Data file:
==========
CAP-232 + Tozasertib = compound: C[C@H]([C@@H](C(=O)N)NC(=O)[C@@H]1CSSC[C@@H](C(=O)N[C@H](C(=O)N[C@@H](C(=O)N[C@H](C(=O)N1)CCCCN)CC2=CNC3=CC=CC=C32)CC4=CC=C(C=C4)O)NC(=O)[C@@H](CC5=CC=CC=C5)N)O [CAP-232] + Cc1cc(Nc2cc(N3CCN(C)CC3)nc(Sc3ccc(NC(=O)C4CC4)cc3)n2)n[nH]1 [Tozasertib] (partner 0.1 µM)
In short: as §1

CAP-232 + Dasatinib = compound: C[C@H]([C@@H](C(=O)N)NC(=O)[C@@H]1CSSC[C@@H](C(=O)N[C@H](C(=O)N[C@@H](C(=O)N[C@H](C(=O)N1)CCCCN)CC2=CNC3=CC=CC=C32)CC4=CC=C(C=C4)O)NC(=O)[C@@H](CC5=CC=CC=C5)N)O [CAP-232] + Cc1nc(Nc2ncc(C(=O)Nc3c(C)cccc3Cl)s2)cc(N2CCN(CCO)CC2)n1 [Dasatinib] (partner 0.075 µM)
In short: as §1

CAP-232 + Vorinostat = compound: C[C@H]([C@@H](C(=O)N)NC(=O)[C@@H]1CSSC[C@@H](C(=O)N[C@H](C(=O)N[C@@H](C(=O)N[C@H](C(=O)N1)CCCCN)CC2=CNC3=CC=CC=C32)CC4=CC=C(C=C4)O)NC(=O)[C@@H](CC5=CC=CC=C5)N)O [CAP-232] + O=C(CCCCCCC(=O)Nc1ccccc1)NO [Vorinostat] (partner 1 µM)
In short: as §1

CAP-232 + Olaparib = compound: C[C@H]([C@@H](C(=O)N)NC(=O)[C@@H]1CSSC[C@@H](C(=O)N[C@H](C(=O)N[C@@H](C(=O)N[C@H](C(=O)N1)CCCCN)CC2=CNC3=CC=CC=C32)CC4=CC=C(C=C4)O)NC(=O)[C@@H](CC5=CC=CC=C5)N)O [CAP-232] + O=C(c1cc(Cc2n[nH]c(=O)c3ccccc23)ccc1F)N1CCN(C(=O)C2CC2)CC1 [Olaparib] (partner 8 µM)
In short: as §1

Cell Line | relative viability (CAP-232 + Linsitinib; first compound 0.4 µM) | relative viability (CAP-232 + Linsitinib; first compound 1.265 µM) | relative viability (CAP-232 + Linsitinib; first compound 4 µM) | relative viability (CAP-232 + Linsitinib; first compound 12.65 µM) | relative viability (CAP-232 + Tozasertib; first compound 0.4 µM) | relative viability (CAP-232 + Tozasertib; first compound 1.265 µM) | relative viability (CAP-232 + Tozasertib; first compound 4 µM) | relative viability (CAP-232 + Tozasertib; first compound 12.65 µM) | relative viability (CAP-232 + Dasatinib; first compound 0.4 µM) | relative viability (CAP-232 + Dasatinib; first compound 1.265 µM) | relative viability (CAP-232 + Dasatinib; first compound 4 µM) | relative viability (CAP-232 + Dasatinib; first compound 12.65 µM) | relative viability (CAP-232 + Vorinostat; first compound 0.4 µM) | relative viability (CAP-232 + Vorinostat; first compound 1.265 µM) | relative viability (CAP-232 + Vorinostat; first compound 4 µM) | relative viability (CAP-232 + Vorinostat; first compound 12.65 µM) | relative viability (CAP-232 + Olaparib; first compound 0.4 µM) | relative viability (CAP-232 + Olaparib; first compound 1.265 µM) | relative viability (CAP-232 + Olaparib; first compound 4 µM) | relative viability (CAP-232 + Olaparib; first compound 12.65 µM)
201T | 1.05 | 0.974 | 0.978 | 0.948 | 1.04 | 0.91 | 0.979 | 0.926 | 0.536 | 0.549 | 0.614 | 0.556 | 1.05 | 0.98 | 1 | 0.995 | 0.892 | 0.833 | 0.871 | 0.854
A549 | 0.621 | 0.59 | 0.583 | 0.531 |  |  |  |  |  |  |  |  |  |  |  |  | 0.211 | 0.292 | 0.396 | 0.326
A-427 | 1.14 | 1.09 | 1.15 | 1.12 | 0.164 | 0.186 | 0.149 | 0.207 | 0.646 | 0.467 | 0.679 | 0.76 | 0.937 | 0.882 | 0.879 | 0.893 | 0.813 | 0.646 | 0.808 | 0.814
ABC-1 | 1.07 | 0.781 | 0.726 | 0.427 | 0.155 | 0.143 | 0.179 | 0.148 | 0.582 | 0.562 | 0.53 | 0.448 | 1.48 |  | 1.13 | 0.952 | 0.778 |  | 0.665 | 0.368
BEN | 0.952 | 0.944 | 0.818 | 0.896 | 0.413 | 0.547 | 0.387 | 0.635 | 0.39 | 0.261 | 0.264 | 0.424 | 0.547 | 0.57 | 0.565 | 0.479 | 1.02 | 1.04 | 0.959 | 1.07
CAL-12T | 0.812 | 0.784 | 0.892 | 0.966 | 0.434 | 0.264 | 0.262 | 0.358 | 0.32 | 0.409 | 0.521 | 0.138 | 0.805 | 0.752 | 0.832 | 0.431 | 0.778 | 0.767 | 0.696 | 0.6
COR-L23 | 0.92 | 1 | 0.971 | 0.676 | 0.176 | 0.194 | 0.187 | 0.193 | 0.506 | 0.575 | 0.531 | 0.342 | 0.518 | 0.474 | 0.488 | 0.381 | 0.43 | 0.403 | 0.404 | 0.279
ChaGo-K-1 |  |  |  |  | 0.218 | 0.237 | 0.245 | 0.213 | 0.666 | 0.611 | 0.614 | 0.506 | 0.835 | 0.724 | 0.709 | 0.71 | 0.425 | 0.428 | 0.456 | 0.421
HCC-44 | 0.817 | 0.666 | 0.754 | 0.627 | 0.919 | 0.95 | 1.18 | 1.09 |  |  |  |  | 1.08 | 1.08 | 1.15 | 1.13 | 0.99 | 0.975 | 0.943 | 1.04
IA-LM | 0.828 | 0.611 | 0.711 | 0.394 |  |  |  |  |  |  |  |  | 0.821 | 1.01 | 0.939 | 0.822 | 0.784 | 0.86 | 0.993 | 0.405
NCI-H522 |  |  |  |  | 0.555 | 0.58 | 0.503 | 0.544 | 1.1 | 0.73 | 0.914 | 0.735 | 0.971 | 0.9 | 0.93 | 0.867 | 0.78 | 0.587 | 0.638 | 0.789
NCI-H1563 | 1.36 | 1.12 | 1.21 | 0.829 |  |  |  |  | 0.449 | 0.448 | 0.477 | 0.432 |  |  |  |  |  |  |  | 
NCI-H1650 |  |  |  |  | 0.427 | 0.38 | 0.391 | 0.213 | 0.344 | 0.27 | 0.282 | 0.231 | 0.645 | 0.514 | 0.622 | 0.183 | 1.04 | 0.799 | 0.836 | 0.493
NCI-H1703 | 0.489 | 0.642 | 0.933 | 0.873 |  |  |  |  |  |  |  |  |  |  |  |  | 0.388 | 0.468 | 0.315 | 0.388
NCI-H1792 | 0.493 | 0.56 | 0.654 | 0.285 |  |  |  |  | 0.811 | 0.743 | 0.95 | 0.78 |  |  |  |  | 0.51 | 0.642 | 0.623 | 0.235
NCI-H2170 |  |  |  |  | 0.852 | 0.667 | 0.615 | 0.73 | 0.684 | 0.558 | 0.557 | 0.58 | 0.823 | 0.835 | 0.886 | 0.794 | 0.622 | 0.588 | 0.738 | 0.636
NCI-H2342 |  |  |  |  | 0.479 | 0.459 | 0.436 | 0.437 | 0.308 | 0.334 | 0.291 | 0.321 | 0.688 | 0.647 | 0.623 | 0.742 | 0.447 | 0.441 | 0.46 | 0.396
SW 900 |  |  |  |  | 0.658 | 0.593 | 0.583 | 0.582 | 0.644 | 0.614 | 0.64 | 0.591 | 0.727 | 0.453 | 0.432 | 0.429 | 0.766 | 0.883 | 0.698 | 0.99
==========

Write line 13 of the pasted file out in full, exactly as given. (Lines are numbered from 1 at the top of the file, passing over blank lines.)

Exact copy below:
ABC-1 | 1.07 | 0.781 | 0.726 | 0.427 | 0.155 | 0.143 | 0.179 | 0.148 | 0.582 | 0.562 | 0.53 | 0.448 | 1.48 |  | 1.13 | 0.952 | 0.778 |  | 0.665 | 0.368